Winn Feline Foundation
Vicki Thayer DVM, DABVP (Feline)
888-963-6946, extension 702
Steve Dale, CABC
Media Contact and Winn Board Member
For Immediate Release
Wyckoff, NJ, December 4, 2014: Winn Feline Foundation is pleased to announce the award of seven feline medical research grants funded in partnership with the George Sydney and Phyllis Redman Miller Trust for 2014. Winn President Glenn A. Olah DVM, PhD, DABVP (Feline) commented, “With the help of the Miller Trust, Winn Feline Foundation continues its 46 years of remaining at the forefront of providing funding for feline health studies at major institutions. As the only foundation focused exclusively on feline medical research financial support, we are in a unique position to help advance the body of medical knowledge on the cat. Through the Miller Trust we are awarding $111,392 in grants for studies on safer imaging systems for respiratory distressed cats, treatment for a fatal tick borne blood parasite, improving the feline genome, developing a test for the silver coat color, effective chemotherapy for injection site sarcomas, phase two of evaluating a safer sedative/pre-anesthetic drug, and looking at differences in normal skin flora compared to allergic skin of cats.”
Grants were awarded for the following research studies:
Assessment of an imaging chamber for handling cats in respiratory distress
(MT14-002) Principal Investigator: Elizabeth Riedesel, DVM DACVR; Iowa State University; $3133
Handling unanesthetized cats in order to obtain high quality X-rays or CT scans can be a challenge. When the cat has respiratory symptoms, the stress of restraint can be life threatening. A tube for cat restraint has been developed to provide a low stress environment for the cat and allow for the administration of oxygen during imaging. This device will be evaluated during this study.
Comparison of two treatment options for a tick borne blood parasite
(MT14-005) Principal Investigator: Leah A. Cohn; University of Missouri; $23,023
Cytauxzoon felis is a deadly tick borne parasite of cats that is increasing in prevalence. Traditional treatment regimens are difficult to administer and prohibitively expensive for many owners. Under this study, the traditional treatment regimen will be compared to a lower cost orally administered anti-malarial drug: Coartem®.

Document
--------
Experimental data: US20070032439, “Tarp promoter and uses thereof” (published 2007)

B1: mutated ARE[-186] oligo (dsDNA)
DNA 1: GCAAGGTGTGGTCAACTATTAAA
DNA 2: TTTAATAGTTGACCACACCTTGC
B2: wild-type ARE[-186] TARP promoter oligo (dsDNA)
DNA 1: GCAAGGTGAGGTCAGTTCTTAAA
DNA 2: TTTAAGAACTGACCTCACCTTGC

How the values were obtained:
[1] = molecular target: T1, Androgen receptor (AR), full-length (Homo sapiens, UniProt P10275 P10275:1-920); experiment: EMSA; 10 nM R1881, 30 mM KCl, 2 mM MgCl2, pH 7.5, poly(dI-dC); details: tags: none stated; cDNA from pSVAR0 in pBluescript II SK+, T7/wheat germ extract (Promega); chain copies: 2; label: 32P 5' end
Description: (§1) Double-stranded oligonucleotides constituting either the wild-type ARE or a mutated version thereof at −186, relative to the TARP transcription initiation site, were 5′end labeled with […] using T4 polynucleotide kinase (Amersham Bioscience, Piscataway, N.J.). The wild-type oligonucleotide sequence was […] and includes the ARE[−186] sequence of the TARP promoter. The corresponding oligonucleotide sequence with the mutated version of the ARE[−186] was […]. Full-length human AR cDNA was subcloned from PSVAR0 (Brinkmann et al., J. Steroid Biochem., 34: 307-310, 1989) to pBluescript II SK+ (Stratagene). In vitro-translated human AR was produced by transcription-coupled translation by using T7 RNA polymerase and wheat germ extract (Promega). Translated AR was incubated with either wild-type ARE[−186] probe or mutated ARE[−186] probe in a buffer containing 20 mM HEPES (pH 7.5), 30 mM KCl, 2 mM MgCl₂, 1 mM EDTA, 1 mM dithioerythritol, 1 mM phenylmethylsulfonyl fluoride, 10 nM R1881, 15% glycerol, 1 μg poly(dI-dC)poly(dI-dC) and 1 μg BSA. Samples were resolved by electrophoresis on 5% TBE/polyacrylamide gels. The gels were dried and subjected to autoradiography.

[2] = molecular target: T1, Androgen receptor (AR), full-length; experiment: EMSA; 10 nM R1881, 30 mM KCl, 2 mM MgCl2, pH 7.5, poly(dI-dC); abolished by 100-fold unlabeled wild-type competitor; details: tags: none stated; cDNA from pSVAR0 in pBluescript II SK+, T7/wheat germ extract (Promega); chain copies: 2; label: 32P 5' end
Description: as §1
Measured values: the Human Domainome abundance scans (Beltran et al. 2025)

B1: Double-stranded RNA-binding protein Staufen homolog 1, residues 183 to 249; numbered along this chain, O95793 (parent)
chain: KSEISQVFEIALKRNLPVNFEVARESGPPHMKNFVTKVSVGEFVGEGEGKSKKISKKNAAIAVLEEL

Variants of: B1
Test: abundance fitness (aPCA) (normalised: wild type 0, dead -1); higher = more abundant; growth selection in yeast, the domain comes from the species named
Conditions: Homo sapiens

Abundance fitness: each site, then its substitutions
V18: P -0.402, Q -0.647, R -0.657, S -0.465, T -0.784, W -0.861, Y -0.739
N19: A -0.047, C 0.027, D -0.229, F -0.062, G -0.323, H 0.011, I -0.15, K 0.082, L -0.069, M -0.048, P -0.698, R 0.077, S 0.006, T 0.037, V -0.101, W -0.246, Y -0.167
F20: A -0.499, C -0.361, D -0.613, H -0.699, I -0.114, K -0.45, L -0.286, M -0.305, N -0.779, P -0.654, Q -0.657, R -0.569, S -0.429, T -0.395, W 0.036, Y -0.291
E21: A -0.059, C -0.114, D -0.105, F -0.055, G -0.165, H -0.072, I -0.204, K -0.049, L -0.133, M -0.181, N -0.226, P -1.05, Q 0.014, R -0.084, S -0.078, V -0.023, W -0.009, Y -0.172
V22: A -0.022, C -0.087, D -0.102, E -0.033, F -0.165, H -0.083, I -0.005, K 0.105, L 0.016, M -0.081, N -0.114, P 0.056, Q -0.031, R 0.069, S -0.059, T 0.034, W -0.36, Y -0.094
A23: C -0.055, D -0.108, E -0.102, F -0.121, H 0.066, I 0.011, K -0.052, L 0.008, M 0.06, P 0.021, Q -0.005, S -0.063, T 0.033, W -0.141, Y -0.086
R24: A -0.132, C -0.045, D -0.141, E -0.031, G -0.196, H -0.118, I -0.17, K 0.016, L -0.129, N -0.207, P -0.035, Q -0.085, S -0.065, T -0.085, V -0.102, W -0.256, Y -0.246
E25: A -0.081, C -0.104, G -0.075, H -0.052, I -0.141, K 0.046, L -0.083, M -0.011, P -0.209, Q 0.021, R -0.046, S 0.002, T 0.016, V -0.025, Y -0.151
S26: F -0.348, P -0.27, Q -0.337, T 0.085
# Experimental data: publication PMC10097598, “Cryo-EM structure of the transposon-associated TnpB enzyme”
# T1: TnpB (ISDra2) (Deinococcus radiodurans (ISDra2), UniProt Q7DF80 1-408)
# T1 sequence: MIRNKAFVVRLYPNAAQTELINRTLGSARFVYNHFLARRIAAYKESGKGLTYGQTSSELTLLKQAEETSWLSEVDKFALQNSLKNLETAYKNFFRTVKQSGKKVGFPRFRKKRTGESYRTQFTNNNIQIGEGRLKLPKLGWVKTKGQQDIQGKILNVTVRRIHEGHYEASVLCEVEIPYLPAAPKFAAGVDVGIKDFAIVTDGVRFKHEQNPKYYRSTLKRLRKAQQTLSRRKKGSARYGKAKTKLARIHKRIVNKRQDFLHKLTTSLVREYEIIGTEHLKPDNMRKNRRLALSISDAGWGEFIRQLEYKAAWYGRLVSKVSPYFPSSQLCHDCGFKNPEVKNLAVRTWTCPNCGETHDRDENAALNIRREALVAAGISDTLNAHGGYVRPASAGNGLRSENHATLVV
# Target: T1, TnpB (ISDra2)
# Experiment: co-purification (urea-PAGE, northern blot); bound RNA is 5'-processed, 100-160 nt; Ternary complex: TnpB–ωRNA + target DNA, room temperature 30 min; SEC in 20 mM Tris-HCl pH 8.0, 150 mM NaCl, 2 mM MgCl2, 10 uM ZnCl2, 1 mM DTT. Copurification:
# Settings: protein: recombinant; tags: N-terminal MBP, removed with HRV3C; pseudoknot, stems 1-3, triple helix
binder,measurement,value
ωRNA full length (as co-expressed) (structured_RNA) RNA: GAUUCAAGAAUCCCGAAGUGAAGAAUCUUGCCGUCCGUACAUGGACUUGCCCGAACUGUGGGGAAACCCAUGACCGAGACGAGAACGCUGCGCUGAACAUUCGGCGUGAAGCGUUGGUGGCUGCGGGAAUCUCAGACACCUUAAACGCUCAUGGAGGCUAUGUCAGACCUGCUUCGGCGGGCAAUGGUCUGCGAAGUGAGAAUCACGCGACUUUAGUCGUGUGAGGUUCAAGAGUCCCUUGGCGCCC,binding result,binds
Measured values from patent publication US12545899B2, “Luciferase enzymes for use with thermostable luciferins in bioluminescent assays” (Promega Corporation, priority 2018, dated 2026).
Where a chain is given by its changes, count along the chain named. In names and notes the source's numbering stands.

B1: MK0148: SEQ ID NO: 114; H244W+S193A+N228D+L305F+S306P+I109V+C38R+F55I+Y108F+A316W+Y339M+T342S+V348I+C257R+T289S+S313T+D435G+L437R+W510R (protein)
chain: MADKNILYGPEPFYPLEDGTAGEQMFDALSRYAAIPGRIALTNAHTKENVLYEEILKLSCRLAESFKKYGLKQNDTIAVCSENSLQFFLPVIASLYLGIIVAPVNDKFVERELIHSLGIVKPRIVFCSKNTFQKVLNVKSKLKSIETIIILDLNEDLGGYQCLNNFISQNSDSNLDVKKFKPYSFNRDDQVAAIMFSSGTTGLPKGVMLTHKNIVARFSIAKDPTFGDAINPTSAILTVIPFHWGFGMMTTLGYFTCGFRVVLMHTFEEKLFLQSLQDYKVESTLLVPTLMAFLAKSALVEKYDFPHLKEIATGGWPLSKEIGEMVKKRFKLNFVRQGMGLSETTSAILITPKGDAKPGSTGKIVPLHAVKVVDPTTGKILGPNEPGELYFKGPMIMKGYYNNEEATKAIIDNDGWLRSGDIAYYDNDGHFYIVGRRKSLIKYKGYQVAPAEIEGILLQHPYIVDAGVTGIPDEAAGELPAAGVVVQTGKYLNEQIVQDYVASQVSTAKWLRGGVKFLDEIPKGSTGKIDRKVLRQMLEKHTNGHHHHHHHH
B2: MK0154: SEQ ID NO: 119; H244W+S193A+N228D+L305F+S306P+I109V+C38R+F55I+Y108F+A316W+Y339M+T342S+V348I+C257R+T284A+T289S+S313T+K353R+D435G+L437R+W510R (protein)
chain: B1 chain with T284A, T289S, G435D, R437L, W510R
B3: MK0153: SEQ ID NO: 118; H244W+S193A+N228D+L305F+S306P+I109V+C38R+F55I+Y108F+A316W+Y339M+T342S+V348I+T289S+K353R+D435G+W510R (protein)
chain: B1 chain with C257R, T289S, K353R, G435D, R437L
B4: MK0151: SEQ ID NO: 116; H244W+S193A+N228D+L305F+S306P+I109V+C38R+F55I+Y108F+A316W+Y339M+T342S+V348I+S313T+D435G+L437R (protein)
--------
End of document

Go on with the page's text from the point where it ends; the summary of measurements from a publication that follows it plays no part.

Improving the quality of the feline reference genome
(MT14-009) Principal Investigator: William J. Murphy; Texas A&M University; $25,000
Sequencing of the cat genome has resulted in numerous breakthroughs in the understanding of feline genetic disease. However, over 1000 genes (about 10% of the genome) remain unplaced or unresolved. This project will improve the quality of the feline reference genome and bring it more in line with the dog, human and mouse genomes.
Development of a genetic test for silver coat color
(MT14-010) Principal Investigator: Barbara Gandolfi, PhD; University of Missouri; $10,000
Mutations have been identified through whole genome sequencing appear to be correlated with silver coat color in cats. This study will evaluate whether these mutations are present in 300 cats of known coat color to establish which mutation causes this trait. This will enable the development of a genetic test for silver, one of the few remaining cat colors for which there is no genetic test.
Improving the effectiveness of chemotherapy on feline injection site sarcomas
(MT14-013) Principal Investigator: Kelly Hume; Cornell University; $12,969
Feline injection site sarcomas (ISS) are aggressive cancers that can occur at the site of injections. They grow quickly and invasively. Radical surgery and/or radiation therapy are often required and still do not necessarily result in cures. The role of chemotherapy in treatment is not well defined and there is little data supporting a positive impact on outcome. This study looks at ways to increase the beneficial effect of chemotherapy by evaluating a variety of therapeutic combinations on cancer cells. The combinations are designed to inhibit the way cancer cells recognize and respond to DNA damage inflicted by the chemotherapeutic.
Improving the safety of a drug used for sedation or pre-anesthesia, Phase Two
(MT14-017) Principal Investigator: Bruno Pypendop; University of California-Davis; $12,479
Dexmedetomidine is a drug commonly used in cats for its calming and pain-relieving effects. It is also sometimes used prior to general anesthesia. However, its use is mostly indicated in relatively young, healthy cats, because it produces severe effects on the cardiovascular system. MK-467 is a drug that is expected to prevent these cardiovascular effects, while preserving the beneficial effects of dexmedetomidine when administered simultaneously. It has been studied in dogs and sheep, but not in cats.
Changes in bacterial and fungal flora on the skin of cats with skin allergies from normal cats
(MT14-018) Principal Investigator: Aline Rodrigues-Hoffmann; Texas A&M University; $24,788
This study will use DNA sequencing technology to identify the normal bacterial and fungal organisms present on the skin of healthy cats. These species will be compared to those found on cats with skin allergies. This will aid in the identification of therapeutic approaches in the treatment of skin allergies and other skin diseases.
The Winn Feline Foundation is a non-profit organization established in 1968 that supports studies to improve cat health. Since 1968, the Winn Feline Foundation has funded over $5 million in health research for cats at more than 30 partner institutions world-wide. For further information, go to www.winnfelinefoundation.org.
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